June 30, 2020
At four years of age, Eric Clapton's son, Conor, fell 50 stories to his demise from an apartment building. The heartbreaking moment became the motivation for one of the music legend's iconic songs.
On March 20, 1991, Conor died after falling out of an open window in a high-rise. The little boy was living with his mom, actress Lory Del Santo, in the New York apartment, as reported by Ultimate Classic Rock.
The mishap occurred during a visit from the housekeeper who had opened the six-by-four window to clean it when Conor was not in the room and could not stop the kid from running straight through the window before it was closed.
A GOOD FATHER
Clapton did not live with Del Santo and Conor. However, at the time, he happened to be in New York. He even took his son to the circus the night before the disaster struck.
In a 1999 interview, Clapton shared that he wants to be a decent dad to his child, which eventually incited him to get sober. He explained:
"When he was born, I was drinking, and he was really the chief reason that I went back to treatment, because I really did love this boy."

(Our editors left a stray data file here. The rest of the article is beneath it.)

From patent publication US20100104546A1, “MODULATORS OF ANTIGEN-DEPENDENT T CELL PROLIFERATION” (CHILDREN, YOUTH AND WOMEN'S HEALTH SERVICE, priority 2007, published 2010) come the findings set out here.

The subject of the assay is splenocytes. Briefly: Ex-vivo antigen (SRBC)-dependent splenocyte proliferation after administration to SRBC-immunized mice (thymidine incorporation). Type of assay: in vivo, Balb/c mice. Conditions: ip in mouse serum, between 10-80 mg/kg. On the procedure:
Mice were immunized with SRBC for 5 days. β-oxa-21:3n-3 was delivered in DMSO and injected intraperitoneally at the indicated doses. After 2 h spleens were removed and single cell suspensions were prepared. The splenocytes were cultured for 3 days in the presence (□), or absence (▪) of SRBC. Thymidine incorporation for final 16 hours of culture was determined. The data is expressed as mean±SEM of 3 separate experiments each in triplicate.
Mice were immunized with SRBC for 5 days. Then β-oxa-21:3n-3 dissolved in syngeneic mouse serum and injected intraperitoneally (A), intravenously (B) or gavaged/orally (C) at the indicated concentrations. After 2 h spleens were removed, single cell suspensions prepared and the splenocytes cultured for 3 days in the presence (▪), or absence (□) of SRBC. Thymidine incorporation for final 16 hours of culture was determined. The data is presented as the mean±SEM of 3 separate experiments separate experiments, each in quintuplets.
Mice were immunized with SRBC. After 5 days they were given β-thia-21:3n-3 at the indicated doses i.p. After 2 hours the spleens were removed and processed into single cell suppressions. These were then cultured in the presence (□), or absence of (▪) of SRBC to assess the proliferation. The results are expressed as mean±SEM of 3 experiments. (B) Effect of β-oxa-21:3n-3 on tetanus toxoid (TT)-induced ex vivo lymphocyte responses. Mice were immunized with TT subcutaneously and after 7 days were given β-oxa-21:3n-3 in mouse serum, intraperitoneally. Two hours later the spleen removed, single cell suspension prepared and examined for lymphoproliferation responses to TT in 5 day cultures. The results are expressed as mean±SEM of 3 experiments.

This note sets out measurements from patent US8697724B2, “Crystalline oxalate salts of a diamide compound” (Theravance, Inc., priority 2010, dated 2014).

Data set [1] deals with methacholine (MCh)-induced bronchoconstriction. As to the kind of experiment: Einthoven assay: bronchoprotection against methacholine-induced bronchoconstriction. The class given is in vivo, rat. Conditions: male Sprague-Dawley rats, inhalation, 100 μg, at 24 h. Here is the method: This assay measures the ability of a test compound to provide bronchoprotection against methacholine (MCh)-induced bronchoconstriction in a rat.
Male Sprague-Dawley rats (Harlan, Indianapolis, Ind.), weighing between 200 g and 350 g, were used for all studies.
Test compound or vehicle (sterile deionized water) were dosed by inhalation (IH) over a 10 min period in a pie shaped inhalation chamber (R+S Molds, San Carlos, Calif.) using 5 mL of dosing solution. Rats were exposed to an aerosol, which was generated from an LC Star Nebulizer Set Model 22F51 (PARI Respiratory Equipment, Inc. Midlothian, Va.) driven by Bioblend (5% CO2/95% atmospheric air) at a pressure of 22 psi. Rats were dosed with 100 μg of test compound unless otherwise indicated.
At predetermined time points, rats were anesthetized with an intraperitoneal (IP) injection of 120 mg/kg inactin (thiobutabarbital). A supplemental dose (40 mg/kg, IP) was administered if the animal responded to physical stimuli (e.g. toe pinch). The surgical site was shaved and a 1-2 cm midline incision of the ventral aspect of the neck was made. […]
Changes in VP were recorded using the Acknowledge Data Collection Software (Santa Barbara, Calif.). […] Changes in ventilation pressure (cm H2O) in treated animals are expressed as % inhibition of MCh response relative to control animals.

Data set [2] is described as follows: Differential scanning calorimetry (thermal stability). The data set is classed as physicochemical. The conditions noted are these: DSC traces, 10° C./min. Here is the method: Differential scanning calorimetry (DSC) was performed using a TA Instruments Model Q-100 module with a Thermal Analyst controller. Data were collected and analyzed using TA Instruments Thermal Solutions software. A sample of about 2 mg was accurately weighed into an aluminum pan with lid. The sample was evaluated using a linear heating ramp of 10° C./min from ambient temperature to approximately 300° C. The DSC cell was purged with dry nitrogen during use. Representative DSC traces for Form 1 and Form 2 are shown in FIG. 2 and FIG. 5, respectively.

Conor's funeral was held at St Mary Magdalene's Church in Clapton's home village in Ripley, Surrey.
According to Over Sixty, the award-winning singer bid farewell to Conor at his son's funeral two days prior to his 46th birthday celebration.
The song went on to become the best-selling single of Clapton in the US.
"TEARS IN HEAVEN"
Clapton, who has been alluded to being one of the most significant and powerful guitarists ever, once called the kid as "the one thing in my life that good could come out of."
Following his child's demise, Clapton collaborated with songwriter Will Jennings to write "Tears in Heaven," as reported by Guitar World.
The song went on to become the best-selling single of Clapton in the US. In 1992, it reached the number two spot on the Billboard Hot 100 singles chart.
Clapton also won six Grammys for the single and his "Unplugged" album at the 35th Annual Grammy Awards.
In 2004, the song was introduced into the Rock and Roll Hall of Fame as one of the Songs That Shaped Rock and Roll.